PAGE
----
My response was that I lamented the fact there are members on various committees in the legislative branch of our government that believe climate change is impossible because god wouldn’t destroy the world with a flood twice. The woman blinked, hard. A quarter of a second later she grabbed her composure, “yes that’s true but do you think they environment is an important issue?”

It was an odd question, I mean if I seem this informed would it not be reasonable to assume that I think the environment is important?

It didn’t matter, her partner spoke up, “Do you think that the problem is man’s fault though or god’s?”

As I was planning to answer that question, the door behind me opened up. My six year old daughter popped her head out, “Daddy what’s going on?”

While i was ready to have the conversation with them, doing so in front of my kid would have been difficult. She likes to interrupt with questions of her own, sometimes they are on point sometimes they are just six year old questions. I turned to her, “they are trying to sell a magazine and want to talk about it?”

“What’s the magazine about?”

“It’s religious,” I asked, “go back inside, take this box.”

“What kind of magazine is it?” she asked wanting to know if it was something she could get.

“Sweetie I’m talking.”

“I want to hear.”

I turned to the women, “Sorry, I’m not interested, have a nice afternoon.”

It should have ended there, but the woman asked me about the person in the apartment below us. I asked if they saw a white car out front, to which they replied no, and I informed them that the person wasn’t home and walked inside.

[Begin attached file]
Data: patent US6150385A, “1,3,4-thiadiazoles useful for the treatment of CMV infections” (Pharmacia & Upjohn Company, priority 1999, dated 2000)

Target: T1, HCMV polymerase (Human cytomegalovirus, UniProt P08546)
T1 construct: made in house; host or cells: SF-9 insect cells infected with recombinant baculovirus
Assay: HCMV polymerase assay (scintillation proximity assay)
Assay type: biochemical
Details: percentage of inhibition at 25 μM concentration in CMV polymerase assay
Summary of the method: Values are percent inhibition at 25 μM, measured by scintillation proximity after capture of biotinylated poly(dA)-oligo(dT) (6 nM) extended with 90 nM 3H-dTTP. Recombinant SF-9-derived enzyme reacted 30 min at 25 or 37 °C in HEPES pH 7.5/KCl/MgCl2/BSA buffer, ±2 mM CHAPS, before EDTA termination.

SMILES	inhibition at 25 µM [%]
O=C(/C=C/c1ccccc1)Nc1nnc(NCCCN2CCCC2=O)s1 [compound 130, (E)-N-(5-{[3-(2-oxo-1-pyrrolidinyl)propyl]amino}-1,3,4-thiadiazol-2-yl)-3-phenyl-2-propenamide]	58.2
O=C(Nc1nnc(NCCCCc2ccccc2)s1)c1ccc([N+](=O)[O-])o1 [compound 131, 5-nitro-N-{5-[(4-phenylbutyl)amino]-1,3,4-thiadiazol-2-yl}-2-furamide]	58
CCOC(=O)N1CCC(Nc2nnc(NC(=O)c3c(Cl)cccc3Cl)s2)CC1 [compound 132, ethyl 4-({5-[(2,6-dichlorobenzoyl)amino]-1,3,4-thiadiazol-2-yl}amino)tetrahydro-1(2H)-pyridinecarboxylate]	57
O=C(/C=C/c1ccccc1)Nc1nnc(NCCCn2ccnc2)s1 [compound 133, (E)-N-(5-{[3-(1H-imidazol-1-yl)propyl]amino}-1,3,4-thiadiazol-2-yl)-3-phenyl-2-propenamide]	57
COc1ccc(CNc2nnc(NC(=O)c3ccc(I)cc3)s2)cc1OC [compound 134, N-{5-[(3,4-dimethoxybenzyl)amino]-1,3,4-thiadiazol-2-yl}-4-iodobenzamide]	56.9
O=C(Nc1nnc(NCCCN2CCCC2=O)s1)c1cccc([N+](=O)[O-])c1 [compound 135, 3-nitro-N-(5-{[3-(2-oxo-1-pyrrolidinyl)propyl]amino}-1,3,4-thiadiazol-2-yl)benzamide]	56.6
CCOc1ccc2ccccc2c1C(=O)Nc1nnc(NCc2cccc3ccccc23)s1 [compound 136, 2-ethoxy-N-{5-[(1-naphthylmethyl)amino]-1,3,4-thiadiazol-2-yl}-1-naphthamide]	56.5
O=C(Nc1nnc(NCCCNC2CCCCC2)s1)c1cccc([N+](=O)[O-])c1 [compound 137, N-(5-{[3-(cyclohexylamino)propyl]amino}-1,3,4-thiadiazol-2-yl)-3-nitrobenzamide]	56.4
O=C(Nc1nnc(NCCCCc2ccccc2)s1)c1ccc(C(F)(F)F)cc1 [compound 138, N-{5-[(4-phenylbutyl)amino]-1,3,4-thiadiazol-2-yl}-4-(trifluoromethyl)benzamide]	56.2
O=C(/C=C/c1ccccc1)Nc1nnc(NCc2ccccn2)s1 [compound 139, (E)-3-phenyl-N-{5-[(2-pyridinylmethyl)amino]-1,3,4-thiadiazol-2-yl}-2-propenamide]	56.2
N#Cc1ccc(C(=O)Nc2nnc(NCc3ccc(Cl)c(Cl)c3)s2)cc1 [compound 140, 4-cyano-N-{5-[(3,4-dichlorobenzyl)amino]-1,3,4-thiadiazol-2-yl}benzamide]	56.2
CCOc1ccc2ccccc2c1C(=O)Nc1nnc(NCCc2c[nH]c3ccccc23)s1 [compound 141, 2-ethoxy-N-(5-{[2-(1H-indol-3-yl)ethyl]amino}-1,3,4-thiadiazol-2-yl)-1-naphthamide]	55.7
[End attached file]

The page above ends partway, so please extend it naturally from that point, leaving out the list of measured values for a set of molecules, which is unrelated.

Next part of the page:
The women were nice, but not creepy nice like the Mormon woman I met in Utah. It would have been interesting to hear their sales pitch because I want to know if it ever works. I know that I’m a bit different, but how does the pitch work? I see the bible tracts on the sidewalk being handed out by people with placards and ties. The question that I have, does it ever work? Is there a person that hears the pitch from the JW at their doorstep or looks at the fake hundred dollar bill full of bible quotes and says, “This is what I want to do.”

There has to be some kind of success rate. The law of economy (if it is indeed a law) would say that they have to have some success or else the entire church would be wasting it’s time sending these people out (I would say that they were wasting their money but I doubt that these people are being paid). They weren’t pushy and seemed rather pleasant, leading me to the conclusion that the stories I’ve heard have been exaggerated or representative of some over aggressive “salesmen.”

It would have been more interesting to really have gotten into a discussion with them because my philosophical discussions regarding religion either happen with more mainstream sects of Christianity or with members of a philosophical group at my school.

Their problem this weekend was going to be that my neighborhood is overwhelmingly Jewish and it was Rosh Hashana this weekend, and a lot of people were at their temples. I hope they knew ahead of time because it was a ghost town.